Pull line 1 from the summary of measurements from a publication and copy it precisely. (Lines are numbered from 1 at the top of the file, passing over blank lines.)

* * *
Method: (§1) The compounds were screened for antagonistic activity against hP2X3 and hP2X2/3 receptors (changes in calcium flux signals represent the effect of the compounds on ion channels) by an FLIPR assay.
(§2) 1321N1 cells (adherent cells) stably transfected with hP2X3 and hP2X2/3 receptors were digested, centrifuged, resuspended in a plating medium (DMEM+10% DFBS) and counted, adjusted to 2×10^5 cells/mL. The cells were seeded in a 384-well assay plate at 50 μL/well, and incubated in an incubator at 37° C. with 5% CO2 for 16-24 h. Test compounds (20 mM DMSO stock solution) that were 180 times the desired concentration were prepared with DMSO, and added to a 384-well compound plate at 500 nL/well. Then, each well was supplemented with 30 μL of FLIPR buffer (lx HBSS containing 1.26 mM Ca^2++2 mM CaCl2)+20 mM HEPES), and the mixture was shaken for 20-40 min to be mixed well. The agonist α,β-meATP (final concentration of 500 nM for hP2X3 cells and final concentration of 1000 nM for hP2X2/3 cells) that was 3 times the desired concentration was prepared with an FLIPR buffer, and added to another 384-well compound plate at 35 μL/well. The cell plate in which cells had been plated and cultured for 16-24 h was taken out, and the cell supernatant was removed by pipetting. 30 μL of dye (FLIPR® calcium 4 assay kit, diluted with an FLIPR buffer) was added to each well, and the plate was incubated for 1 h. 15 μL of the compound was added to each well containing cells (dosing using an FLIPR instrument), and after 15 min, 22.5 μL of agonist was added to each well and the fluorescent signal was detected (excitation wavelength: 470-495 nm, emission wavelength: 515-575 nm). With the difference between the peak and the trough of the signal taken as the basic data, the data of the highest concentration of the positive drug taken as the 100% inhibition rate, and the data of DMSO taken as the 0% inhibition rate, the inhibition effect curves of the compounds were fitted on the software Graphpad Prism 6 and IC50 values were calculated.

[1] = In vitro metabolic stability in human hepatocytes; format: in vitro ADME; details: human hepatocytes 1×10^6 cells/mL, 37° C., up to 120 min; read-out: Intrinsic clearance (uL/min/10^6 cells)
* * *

Method: (§1) The compounds were screened for antagonistic activity against hP2X3 and hP2X2/3 receptors (changes in calcium flux signals represent the effect of the compounds on ion channels) by an FLIPR assay.